Car Accident Victims Who Suffer Brain Injuries Face Significant Challenges
Personal injury attorneys who routinely handle car accident cases have much experience helping clients with brain injuries pursue compensation. One reason why, according to the Centers for Disease Control and Prevention, is motor vehicle accidents are a leading cause of traumatic brain injuries (TBIs), accounting for nearly 15 percent of the TBIs diagnosed in the United States each year.
In the chaos of an accident, a victim may be jolted violently, or smack his or her head against the steering wheel or windshield. When this happens, a traumatic brain injury may be the result.
While many car accident victims who sustain brain injuries recover fully, some are left with long-term or even lifelong physical, cognitive, emotional, communicative, or behavioral impairments. For these brain injury victims, life may never be as it was before the accident.
For example, they may have difficulty completely day-to-day tasks, be unable to hold a job, and experience strained personal and professional relationships—
all while unexpected medical debt mounts.
However, some victims who suffered TBIs in car crashes may be eligible to pursue compensation for accident-related damages. If you're considering taking legal action after a car accident in which you sustained a TBI, here's what you should know.
Common Accident-Related Brain Injuries
Brain injuries can be categorized by their severity, as well as whether the injury in question is “open” or “closed.”
A TBI described as open indicates that a force or object penetrated the skull. While open TBIs are certainly possible in car accidents, many car crash TBI victims have closed injuries, meaning their heads or bodies sustained a serious blow or jolt, but the skull wasn't breached.
The most common types of car accident-related brain injuries include:
- Concussion: Considered a mild form of brain injury, concussions can still have serious consequences, particularly if a victim sustains a second concussion before the first has had time to properly heal. Concussions may temporarily disrupt brain function or even cause long-term changes in brain chemistry.
- TBI: A more severe form of brain injury, TBIs occur when head trauma results in bruised, bleeding, torn, or otherwise damaged brain tissue. Like concussions, TBIs can cause serious brain dysfunction.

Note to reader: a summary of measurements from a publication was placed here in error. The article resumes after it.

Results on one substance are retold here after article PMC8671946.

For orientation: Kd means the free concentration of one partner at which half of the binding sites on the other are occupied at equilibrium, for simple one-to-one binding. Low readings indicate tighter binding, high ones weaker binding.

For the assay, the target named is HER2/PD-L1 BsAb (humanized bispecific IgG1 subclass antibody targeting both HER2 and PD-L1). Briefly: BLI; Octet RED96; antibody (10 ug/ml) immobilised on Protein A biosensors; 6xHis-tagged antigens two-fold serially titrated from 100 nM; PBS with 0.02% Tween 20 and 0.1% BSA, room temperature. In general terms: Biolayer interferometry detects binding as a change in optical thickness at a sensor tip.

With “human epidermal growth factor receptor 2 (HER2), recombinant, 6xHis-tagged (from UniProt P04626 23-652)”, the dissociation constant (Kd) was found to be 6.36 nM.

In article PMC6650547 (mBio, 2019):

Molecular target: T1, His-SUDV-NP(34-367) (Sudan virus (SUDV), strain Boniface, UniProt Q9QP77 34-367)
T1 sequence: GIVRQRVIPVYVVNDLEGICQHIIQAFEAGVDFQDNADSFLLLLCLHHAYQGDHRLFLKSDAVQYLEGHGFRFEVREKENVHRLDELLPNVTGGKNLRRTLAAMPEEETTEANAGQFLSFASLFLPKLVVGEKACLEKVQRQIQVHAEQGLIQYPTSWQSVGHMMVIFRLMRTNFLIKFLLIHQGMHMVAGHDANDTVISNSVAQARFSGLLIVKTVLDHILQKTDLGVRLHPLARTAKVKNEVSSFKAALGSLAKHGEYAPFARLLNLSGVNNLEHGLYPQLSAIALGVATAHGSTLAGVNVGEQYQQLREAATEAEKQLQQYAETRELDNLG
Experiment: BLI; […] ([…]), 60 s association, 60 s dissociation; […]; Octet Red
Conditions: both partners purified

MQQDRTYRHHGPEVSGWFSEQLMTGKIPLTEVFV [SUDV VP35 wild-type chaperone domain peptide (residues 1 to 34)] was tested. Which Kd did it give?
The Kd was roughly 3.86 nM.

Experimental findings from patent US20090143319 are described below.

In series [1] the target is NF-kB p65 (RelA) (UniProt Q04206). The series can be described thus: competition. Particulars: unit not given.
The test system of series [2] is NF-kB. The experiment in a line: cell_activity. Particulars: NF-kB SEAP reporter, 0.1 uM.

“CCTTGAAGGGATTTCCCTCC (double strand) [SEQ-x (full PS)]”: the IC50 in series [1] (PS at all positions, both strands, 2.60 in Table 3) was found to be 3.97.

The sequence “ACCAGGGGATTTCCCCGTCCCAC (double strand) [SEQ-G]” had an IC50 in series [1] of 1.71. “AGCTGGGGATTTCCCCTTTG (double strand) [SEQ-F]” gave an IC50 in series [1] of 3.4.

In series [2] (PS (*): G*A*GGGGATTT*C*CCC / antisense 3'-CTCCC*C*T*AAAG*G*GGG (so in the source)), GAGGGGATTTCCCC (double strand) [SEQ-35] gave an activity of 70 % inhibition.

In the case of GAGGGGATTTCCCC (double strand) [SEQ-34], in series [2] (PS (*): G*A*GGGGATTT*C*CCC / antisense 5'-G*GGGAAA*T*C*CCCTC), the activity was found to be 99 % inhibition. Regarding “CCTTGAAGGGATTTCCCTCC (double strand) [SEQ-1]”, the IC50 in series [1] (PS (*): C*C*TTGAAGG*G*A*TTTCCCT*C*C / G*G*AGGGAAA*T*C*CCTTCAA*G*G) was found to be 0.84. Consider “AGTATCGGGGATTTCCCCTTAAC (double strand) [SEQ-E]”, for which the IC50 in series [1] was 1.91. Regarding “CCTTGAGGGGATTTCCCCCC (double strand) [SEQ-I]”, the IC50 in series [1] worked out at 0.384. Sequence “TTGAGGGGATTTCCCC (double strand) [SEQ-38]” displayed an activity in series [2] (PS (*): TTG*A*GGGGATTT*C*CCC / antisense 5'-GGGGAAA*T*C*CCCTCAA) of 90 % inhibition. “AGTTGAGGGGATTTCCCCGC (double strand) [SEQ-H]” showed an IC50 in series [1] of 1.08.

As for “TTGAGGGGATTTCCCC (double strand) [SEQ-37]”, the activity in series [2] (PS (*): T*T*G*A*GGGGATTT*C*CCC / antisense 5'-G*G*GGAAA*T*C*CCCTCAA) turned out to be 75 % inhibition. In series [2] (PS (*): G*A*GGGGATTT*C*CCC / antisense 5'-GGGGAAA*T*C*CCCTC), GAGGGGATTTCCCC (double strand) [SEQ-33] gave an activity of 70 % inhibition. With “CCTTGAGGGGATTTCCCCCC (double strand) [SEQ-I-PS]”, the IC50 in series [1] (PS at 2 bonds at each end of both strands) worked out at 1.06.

Brain Injury Symptoms
Loss of consciousness or loss of memory (amnesia) are two of the common symptoms most often associated with head or brain injuries. However, while some crash victims may lose consciousness or have no recollection of events immediately before or after the accident, many others diagnosed with a TBI don't experience either symptom.
Common TBI symptoms include:
- Confusion or disorientation
- Nausea or vomiting
- Drowsiness or fatigue
- Blurred vision
- Light sensitivity
- Noise sensitivity
- Memory problems
- Trouble concentrating
- Difficulty sleeping or changes in sleep patterns
- Mood changes
Long-Term Impairments Associated With Brain Injuries
Because the brain controls all of the body's functions, a serious injury has the ability to impact a wide range of systems. As a result, brain injury victims may experience:
- Physical issues, such as seizures, paralysis, impaired balanced and coordination, and trouble swallowing
- Sensory deficits, like decreased or altered sensations
- Behavioral impairments, such as mood or personality changes, depression, anxiety, or post-traumatic stress disorder
- Cognitive deficits, including trouble concentrating or following directions, difficulty reasoning, an inability to set goals or start and complete tasks
- Communication problems, such as slurred speech, difficulty speaking, or trouble reading, writing or comprehending language
Are You Eligible for Compensation?
Adjusting to life with a brain injury can be both challenging and costly. However, victims injured in accidents caused by someone else's negligence may be eligible to take legal action to seek compensation for damages such as medical bills, property damage, lost wages, loss of earning capacity, and other damages.
If you or someone you love is living with a TBI sustained in an accident that wasn't your fault, the award-winning legal team with McGartland Law can help you explore your options. Contact our office today to schedule a free initial case review. Don't wait—in most states, victims have just two years to file a personal injury lawsuit.